For both startups and well-established businesses, intellectual property is a core asset that drives both innovation and brand development. As a result, it is crucial to preemptively protective one’s resources from potential challenges by outside firms whose sole business practice is instigating litigation against operating companies.
These “patent trolls” seek to buy up intellectual property through a variety of means – from buying assets of liquidating companies to working with smaller firms with niche patents – in order to seek damage claims in court. Without broad reform of the nation’s intellectual property regulations, these companies have successfully issued legal challenges against major companies ranging such as Blackberry (see BBC News), despite having no operating businesses outside of patent holdings.
Many companies face growing IP challenges from these companies as a result of friendly District Courts, as well as contingency fee structures for challenging attorneys, which limits the downside risk of filings. In order to protect your business from patent trolls and future defensive litigation, there are several steps you can take:
• Actively monitor patent filings to see if they apply to your business
There are a number of prominent services which provide businesses with an update list of patents that could potentially be applicable to a particular field of operations. Generally released on a quarterly basis, by reviewing these new filings for potential risk factors, companies can stay ahead of the curve by ensuring that its products are on solid legal footing. In particular, companies can generate ideas which will allow them to apply for more direct patents, modify existing designs to ensure full compliance with IP law or to preemptively negotiate a license from a company.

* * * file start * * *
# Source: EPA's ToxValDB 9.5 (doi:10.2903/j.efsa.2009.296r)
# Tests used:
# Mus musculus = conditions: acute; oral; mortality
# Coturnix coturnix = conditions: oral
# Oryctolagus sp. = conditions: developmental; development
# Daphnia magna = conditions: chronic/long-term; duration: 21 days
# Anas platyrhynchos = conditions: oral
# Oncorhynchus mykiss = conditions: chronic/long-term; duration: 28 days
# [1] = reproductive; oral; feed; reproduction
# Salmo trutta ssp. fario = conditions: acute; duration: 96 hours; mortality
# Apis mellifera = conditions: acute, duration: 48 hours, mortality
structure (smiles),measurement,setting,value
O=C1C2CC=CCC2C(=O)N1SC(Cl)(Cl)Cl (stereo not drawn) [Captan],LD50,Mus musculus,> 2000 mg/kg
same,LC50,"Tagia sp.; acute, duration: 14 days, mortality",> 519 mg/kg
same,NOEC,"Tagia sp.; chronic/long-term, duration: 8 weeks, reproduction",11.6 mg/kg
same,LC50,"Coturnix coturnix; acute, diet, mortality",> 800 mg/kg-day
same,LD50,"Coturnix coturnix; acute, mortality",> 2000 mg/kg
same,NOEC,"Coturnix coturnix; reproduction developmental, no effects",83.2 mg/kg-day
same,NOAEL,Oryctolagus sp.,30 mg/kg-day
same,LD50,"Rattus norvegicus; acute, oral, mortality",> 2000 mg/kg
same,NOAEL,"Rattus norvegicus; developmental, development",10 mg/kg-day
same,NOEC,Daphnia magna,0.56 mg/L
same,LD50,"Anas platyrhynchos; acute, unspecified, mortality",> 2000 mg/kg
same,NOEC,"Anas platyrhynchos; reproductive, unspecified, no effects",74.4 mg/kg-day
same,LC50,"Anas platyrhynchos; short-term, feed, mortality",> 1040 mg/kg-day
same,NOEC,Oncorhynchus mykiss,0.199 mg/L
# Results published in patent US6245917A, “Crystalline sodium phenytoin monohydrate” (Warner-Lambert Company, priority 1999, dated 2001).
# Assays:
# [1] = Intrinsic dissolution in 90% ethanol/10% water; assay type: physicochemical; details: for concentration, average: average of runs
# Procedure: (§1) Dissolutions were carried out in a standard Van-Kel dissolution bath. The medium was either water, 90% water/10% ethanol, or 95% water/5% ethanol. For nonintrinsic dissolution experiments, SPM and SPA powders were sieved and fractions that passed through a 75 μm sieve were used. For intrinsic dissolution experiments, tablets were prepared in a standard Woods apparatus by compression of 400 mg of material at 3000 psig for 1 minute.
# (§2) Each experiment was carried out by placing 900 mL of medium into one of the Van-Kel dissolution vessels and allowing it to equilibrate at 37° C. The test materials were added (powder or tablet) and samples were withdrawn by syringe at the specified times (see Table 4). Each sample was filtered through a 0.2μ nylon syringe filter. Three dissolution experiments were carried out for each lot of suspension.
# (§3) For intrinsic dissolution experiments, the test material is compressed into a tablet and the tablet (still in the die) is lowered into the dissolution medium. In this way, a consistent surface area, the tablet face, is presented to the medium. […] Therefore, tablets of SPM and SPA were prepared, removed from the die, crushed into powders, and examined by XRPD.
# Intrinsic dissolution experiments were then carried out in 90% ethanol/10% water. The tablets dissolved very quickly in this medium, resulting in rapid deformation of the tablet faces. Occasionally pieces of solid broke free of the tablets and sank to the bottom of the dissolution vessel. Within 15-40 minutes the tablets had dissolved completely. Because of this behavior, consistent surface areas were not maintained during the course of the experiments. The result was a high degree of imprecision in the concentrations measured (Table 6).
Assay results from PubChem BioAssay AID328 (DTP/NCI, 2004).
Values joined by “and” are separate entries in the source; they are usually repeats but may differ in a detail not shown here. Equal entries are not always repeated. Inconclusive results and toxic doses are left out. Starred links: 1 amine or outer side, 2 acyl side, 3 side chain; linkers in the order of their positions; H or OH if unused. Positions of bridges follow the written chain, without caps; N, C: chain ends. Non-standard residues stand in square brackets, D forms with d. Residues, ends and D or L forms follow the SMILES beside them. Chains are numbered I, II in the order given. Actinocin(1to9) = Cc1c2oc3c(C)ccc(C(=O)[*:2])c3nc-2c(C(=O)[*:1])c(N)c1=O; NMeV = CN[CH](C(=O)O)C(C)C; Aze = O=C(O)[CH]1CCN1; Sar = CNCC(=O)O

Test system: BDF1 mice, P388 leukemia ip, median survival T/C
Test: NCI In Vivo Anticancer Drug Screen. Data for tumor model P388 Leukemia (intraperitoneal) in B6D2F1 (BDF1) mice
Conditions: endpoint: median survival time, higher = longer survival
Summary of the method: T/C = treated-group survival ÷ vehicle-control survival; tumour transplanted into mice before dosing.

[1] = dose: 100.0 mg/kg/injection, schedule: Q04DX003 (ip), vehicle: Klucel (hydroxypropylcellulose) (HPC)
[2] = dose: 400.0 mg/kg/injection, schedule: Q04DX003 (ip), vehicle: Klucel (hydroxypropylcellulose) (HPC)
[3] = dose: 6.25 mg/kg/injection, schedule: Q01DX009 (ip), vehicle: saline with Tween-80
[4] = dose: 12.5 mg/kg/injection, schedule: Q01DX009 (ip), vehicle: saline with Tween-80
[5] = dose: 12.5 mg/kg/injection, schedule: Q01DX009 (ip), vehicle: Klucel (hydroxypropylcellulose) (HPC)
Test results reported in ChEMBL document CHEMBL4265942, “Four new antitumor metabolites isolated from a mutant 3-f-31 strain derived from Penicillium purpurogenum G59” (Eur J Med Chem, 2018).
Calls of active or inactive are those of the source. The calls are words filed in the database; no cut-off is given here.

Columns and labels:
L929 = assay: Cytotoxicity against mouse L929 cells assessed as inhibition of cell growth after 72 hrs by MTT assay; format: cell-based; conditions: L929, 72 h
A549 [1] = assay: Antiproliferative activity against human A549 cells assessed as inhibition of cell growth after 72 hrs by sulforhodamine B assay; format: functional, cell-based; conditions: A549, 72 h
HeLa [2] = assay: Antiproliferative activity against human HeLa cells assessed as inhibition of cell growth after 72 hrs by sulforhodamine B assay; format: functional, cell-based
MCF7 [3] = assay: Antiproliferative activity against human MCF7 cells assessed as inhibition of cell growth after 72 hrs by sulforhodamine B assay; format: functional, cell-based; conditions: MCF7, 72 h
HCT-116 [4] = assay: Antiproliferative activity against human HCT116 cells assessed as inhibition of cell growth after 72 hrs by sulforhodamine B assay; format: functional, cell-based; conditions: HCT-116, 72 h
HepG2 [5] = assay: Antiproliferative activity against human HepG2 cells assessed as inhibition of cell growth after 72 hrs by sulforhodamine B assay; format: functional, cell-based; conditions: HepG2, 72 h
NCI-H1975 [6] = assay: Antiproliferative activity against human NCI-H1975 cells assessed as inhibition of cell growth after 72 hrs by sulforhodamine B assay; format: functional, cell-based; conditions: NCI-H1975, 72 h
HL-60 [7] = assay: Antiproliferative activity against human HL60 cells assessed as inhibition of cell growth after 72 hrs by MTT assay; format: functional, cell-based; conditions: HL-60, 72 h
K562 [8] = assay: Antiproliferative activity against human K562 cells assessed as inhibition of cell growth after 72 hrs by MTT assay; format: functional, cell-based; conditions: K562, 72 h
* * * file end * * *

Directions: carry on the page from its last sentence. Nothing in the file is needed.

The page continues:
• Invest in patent infringement insurance to hedge your risk
Specialty corporate insurers offer risk-adjusted premiums to protect a company’s major products against patent infringement challenges. Although premiums are generally high, as there is no standard, accepted actuarial structure and a limited market at this point, companies can protect themselves against excessive legal costs that can emerge from challenging intellectual property lawsuits. Although the offerings are limited, it’s best to review premiums and coverage from a number of specialty insurers before deciding on an investment in patent insurance.
• Work with an intellectual property law firm to preemptively build a case for your major patents
If a company’s flagship product appears to be particularly vulnerable to 3rd party legal challenges, it may be beneficial to build up a legal case for the uniqueness of the product design and function in advance of any potential filing – this will ensure that a company’s operations can continue in earnest by directly challenging any potential lawsuits in court (as Blackberry did in advance of its settlement). This case can form the basis for a potential out of court, early settlement, a design around process that circumvents the filing through modifying the existing product or an opposition proceeding, where companies can challenge the validity of a contested patent.
• Join an industry protection group, such as the Allied Security Trust
A number of collaborative, industry groups have emerged to provide shared litigation support and intellectual property rights across companies. By joining an IP protection group, a company can pool resources to protect its IP assets.
Today’s article was submitted by Guest Barista Maya Richard, who writes about high speed internet.